Channels, Pillows and Giant Ripples
[25.4 MM 257]
This view to the southeast shows Hanning Butte and Magnison Butte. These are granite hills that were able to withstand the floodwaters. Steptoe Butte, some 60 miles south, is also made of granites that stood higher than the basalt flows that formed the Columbia Plateau. The plateau is actually more like a basin or saucer since the weight of the basalt made it sink into the Earth's crust.
[32.7 MM 250]
We enter Davenport and soon turn south (left) onto State Highway 28.
[33.9 MM 130 State 28]
We are now in one of the flood channels of the Channeled Scablands.
[45.8 MM 118]
Soon we are entering the farm community of Harrington. Just out side of town we start to leave the channel and travel on a loess-covered island.
[58.4 MM 105]
This weathered basalt in the road cut looks very different than the pillow basalt of the next road cut. Pillow basalt is formed when lava flows under water. The light colored material surrounding the basalt is palagonite, a soft yellowish rock full of clay. Formed by hot basalt and steam it is mixed in with sand and mud.
[63.5 MM 100]
A geologist has to be careful when identifying patterns and landforms. Erosion, weathering, wind, water, heat and other natural actions can make it hard to determine just what happened thousands of years ago. In the image below, do you see lap marks from an ancient lake, flood water carved ledges, or wind blown ripples? What else might they be? Click on the image or here to find out or see answer below.
[64.1 MM 99]
Giant ripples can be seen in the flood gravel bar on our left. Current ripples are found in the beds of flowing streams and rivers and are similar to "washboard" gravel roads in that the ripples are from side to side and have regular patterns and distances between them. Ordinary ripple marks are one-half to one and a half-inch high, however, this flood region has current ripple marks up to 30 feet high.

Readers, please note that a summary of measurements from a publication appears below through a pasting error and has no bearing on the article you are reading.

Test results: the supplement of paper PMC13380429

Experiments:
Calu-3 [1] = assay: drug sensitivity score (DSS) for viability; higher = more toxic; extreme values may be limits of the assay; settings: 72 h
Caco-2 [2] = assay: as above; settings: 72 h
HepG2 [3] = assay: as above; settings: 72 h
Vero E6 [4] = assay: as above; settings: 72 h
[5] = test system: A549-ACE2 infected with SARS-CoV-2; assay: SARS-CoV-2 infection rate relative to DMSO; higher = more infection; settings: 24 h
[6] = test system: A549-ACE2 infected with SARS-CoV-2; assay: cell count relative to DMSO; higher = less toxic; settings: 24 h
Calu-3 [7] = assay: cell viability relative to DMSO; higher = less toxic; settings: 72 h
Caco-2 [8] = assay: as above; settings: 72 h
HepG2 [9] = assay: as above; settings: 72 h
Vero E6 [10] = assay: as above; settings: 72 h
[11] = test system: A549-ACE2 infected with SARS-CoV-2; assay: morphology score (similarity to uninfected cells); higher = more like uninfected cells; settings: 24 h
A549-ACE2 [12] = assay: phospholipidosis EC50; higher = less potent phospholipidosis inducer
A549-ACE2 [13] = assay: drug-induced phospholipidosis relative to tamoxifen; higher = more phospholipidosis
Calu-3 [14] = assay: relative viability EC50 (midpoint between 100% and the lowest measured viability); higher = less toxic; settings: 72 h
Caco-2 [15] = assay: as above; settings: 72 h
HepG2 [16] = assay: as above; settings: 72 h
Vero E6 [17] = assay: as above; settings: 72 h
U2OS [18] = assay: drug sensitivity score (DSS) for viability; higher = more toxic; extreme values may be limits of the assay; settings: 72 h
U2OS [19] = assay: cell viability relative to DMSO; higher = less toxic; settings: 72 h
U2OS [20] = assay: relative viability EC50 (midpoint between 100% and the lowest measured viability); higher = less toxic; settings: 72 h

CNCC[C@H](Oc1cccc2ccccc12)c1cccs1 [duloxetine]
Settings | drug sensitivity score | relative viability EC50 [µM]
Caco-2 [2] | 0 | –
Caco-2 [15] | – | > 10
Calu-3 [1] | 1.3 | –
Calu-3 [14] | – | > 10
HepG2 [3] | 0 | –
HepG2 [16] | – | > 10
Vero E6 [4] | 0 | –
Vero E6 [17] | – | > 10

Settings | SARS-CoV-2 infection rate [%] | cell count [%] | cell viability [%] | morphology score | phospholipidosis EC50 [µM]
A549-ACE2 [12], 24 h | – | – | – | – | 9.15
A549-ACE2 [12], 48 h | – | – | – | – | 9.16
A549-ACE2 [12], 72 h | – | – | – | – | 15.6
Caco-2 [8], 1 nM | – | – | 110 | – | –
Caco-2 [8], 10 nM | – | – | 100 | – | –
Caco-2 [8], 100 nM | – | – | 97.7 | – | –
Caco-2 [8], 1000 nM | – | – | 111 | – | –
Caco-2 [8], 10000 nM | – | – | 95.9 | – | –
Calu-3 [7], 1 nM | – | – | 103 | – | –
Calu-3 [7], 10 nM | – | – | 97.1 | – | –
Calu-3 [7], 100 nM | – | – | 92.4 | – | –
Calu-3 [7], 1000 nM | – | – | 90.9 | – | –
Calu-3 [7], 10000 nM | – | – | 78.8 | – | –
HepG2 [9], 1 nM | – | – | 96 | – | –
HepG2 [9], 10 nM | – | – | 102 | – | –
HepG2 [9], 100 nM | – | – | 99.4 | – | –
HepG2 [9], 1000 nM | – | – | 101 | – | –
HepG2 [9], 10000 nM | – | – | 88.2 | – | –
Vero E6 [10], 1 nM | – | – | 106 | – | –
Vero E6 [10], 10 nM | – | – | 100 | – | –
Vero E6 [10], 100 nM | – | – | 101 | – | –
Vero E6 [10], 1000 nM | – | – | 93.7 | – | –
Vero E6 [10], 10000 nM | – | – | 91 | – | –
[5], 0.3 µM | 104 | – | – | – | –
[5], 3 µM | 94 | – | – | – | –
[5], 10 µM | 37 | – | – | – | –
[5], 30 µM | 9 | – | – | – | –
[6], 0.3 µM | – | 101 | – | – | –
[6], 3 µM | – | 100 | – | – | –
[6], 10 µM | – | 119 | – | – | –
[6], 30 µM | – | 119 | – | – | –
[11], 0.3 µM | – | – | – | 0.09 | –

[69.9 MM 93]
Odessa is a small community that will turn 100 years old in 2002. Founded by German Russians, they celebrate Deutschesfest the third week of September. This festival is similar to Octoberfest festivals elsewhere in the world. For bird watchers the US Department of the Interior, Bureau of Land Management has a list of "Birds of the Channeled Scablands of Eastern Washington."
[71.0 MM 91]
Floods deposited the gravel in this quarry just outside of Odessa. You can see the larger more coarse deposits and rock up to 4 inches in size that settled out first. We continue our trip by crossing a train of giant ripples.
Here are some basic terms used in the tour. Find more geology terms in the Glossary.
- Volcanic rock caused by partial melting of the Earth's crust.
- Channeled Scabland
- Area in Washington state where huge floods made channels in a large, deep basalt flow. Named by J Harlan Bretz during the 1920's in various publications. See also Channeled Scabland and Glacial Lake Missoula.
- Current Ripple
- Mark left on streambed from water current usually less than an inch high and a few inches between the tops (crests) of each ripple. The giant ripples from Lake Missoula floods are as much as 35 feet high and several hundred feet between.
- Fine dirt deposited by wind usually from arid or glaciated areas.
- Pale yellow, glassy material that forms when hot steam and other gases contact water during a lava flow. Sand and clay is usually mixed in as well.
- Pillow Basalt
- Basalt formed underwater or as a basalt flow contacts a river or lake.
Kids' Cosmos… Expanding Minds Beyond the Limits of the Universe
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